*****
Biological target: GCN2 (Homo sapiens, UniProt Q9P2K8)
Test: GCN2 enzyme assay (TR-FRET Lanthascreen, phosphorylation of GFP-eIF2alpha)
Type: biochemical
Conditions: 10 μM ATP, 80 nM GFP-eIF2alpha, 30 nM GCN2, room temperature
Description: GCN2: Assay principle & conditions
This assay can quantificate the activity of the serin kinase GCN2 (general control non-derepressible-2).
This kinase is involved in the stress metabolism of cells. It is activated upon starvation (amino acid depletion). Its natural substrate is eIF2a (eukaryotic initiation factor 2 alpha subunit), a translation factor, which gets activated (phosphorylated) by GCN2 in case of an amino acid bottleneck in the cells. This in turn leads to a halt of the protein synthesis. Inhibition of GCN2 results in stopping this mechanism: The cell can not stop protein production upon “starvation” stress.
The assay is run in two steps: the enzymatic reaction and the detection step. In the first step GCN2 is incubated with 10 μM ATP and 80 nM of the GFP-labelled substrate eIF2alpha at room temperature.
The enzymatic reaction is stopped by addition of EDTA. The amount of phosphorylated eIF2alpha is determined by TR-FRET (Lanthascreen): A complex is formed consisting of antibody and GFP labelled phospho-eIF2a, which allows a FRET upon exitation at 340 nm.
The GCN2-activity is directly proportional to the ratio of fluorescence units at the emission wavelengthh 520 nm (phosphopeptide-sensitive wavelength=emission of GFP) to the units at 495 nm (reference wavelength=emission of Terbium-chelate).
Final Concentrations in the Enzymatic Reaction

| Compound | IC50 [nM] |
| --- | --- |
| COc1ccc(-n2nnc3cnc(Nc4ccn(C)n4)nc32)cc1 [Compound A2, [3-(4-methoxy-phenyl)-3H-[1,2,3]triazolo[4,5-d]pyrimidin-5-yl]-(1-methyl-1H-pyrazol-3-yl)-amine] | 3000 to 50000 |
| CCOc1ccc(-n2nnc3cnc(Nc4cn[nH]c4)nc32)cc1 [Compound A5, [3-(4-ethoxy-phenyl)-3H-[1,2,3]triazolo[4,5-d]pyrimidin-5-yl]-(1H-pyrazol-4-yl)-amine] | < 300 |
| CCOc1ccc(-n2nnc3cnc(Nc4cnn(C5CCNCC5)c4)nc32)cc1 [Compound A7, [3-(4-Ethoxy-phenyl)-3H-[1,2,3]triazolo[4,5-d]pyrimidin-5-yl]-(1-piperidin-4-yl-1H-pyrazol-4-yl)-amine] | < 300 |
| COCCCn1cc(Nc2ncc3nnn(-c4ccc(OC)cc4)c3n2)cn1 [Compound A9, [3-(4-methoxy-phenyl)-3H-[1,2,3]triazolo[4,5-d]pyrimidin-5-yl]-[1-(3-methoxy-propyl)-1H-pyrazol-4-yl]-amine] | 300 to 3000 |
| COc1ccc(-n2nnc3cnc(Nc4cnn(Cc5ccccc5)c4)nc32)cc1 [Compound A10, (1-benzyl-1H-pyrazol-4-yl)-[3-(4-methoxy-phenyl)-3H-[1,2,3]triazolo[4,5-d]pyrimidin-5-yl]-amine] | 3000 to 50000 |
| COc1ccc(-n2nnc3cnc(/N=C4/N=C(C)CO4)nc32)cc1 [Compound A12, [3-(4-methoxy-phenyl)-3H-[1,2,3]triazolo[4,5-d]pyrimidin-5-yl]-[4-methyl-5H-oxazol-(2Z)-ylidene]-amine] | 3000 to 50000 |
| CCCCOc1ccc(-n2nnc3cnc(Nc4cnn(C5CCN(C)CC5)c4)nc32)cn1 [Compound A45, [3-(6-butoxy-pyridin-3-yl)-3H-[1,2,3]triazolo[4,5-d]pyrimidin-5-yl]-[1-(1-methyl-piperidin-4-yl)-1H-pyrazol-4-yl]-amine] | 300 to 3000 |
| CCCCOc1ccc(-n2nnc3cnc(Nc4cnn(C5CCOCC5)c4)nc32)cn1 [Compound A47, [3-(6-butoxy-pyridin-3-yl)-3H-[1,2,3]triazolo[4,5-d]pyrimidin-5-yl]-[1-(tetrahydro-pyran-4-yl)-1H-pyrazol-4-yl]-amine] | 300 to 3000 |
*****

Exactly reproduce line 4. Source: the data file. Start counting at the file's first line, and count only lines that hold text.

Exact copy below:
Conditions: 10 μM ATP, 80 nM GFP-eIF2alpha, 30 nM GCN2, room temperature